The notable diversity within the landscape of the international development sector in the UK has lost a unique double-headed species, valued for rare NGO qualities of leadership, innovation, risk-taking and the ability to convert the potential of new communications technologies into a force for global justice.
Anuradha Vittachi and Peter Armstrong, the husband-and-wife team which co-founded OneWorld in 1995, stepped down from their executive roles last Thursday.
It’s almost impossible now to picture the primeval state of the internet as it was eighteen years ago. Yet those monotone pages of lurching hypertext links somehow inspired Peter and Anuradha to believe that here was the answer to the pent-up frustrations of their respective backgrounds in BBC production and development journalism.
Their vision that the internet could sidestep the maddening failure of mainstream media to address global poverty and injustice captivated the NGO movement. OneWorld Online, as it was then known, was commissioned to build the earliest websites for DFID, Amnesty, Christian Aid and many more.
The logical consequence was to create a OneWorld site to promote the content of such partners from every corner of world, to develop links between community radio stations in Africa, to bring audiences to development film-makers and much more. Here was one of the web’s first thematic portals.
Edited first by Anuradha Vittachi, and then by Mark Lynas, oneworld.net was for a few years either side of the millennium the first point of reference for the global online community concerned about human rights and sustainable development. Its success contributed to the surge of public awareness that almost overwhelmed the 2003 anti-war march in London and which underpinned the impact of the Make Poverty History campaign.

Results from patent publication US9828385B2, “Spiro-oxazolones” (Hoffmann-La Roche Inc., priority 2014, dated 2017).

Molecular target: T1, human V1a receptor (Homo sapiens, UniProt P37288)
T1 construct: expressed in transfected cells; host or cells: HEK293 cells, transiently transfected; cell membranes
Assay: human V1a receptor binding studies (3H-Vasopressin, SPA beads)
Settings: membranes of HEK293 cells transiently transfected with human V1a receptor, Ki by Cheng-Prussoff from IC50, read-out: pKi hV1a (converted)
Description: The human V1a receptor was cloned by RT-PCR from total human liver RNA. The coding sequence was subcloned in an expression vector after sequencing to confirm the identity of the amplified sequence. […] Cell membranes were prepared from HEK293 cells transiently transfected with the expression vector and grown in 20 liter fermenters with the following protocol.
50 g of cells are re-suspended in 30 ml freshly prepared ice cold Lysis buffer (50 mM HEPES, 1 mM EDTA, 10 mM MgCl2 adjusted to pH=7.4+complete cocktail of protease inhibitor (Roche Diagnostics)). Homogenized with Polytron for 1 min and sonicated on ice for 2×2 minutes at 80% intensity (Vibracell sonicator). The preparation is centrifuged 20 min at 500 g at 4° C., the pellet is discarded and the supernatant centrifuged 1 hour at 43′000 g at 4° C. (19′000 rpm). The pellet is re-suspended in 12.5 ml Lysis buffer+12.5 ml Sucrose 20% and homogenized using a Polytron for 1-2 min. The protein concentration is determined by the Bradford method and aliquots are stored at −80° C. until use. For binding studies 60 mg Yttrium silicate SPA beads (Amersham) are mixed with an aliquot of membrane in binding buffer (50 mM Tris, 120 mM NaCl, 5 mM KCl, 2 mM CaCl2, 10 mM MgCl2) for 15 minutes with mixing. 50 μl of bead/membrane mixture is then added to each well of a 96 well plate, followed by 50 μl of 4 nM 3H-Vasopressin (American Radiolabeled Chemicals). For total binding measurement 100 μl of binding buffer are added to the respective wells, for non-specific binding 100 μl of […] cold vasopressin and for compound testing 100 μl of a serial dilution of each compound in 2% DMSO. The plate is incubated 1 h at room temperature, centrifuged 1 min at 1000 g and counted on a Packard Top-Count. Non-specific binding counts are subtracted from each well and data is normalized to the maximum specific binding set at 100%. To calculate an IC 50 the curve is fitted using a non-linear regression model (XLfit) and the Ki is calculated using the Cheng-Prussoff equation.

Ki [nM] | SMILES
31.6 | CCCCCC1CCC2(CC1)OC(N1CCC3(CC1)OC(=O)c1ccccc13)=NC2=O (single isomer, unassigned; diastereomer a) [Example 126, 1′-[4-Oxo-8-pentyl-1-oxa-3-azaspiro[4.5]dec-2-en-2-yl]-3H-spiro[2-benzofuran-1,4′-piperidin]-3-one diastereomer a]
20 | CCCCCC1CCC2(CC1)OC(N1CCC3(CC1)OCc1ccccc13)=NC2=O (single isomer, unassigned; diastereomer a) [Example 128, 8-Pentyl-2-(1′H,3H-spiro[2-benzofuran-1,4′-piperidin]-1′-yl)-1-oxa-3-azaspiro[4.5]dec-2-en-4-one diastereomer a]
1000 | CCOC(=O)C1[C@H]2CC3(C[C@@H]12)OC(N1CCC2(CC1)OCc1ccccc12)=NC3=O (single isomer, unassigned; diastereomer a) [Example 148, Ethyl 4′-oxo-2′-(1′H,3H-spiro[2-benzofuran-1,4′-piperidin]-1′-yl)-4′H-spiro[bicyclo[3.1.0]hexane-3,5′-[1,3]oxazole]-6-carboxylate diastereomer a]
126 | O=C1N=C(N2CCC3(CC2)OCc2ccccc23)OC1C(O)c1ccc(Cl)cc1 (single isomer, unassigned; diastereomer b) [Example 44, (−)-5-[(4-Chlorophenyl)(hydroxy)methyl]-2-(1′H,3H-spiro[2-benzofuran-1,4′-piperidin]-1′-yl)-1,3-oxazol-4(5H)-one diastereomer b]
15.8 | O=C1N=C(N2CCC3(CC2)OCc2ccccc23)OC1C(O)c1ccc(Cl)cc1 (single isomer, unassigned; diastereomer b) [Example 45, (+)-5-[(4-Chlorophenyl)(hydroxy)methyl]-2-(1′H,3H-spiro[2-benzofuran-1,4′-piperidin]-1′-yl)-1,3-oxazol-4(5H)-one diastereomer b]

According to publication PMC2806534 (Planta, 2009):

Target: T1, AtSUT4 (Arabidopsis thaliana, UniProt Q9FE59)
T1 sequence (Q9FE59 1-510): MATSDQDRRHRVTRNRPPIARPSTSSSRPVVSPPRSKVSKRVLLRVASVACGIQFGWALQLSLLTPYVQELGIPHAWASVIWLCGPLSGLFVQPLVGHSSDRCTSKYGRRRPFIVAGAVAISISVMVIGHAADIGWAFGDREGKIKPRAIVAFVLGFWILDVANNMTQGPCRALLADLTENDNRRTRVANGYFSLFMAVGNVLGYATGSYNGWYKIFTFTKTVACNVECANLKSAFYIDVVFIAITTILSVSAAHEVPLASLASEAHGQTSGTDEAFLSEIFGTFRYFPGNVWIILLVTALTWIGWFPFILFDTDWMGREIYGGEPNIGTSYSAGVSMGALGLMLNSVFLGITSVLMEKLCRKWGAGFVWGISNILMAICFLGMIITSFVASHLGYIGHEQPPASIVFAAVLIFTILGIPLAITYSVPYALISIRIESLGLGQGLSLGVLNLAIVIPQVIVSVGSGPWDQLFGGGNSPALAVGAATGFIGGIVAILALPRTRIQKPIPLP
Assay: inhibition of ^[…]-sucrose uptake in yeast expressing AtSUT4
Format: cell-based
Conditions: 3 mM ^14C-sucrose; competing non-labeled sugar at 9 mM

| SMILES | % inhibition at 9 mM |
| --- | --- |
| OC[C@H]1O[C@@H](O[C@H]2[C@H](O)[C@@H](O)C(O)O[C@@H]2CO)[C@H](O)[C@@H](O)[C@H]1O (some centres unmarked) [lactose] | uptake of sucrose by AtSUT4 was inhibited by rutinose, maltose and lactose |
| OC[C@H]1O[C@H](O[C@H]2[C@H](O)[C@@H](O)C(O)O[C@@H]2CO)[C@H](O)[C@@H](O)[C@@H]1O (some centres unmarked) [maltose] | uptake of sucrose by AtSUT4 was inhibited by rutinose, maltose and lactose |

The model of NGO partner engagement with the portal spawned a dozen multilingual OneWorld centres around the world. Hundreds of jobs have been created over the last eighteen years by these various OneWorld entities and projects. And thousands of NGO workers today owe at least one step of their careers to a vacancy advertised on the OneWorld Jobs service.
That’s not a bad outcome for the tiny initial team working from a near-derelict classroom built for wartime evacuees in the founders’ Oxfordshire garden.
Any NGO founder will tell you how difficult it is to sustain an organisation beyond the early frenzy of motivation. And the survival rate of internet enterprises founded in 1995 is microscopic. The achievement of Anuradha Vittachi and Peter Armstrong has been to bolt together these adverse environments and still defy the odds.
The years of the dotcom boom were especially trying. It became almost impossible to employ skilled web technicians on NGO salaries. Lack of access to private capital denied OneWorld the opportunity to exploit its first mover advantage in a number of applications.
With hindsight, these handicaps may have been a blessing because OneWorld was forced to keep innovating. Obsessive about new media technology, Peter Armstrong has been notoriously inclined to move even before the first movers. On his last day at work, Peter was overheard purchasing the latest Apple gadgetry.
The advent of mobile phone technology and its accessibility even in the poorest countries gave OneWorld a new lease of life. The SMS text and mapping tool created to monitor the 2012 elections in Senegal and Sierra Leone enabled some of the world’s poorest people to influence the international community’s assessment of the fairness of the vote.
Under the leadership of Anuradha Vittachi, OneWorld became one of the first NGOs to implement the cultural shift necessary to embed the principles of climate justice into its development programmes, as opposed to talking about it.
One consequence is a commission currently in progress to research how technologies might be deployed to overcome the considerable disadvantages experienced at UN climate talks by negotiators from the poorest countries.
Cleverly timed to coincide exactly with the 18th anniversary of the 1995 launch, the founders’ departure has merged into a celebration of the “coming of age” of OneWorld.
In a warm tribute to Peter and Anuradha delivered at OneWorld’s 18th birthday party, Simon Maxwell, chair of the Climate and Development Knowledge Network, recalled the tedium of NGO communications in the pre-internet age. “You brought glamour to our lives because you opened the world to us through all these extraordinary technological innovations,” he said.
Having achieved the most difficult task for NGO founders – to nurture the organisation to maturity, Anuradha Vittachi and Peter Armstrong have now accomplished the second most difficult task – to step back whilst still on top of their game.
OneWorld’s Coming of Age – a film by Peter Armstrong and Anuradha Vittachi tracing the history of OneWorld
Bill Gunyon has been an employee of OneWorld since 1999 and blogs at treadsoftly.net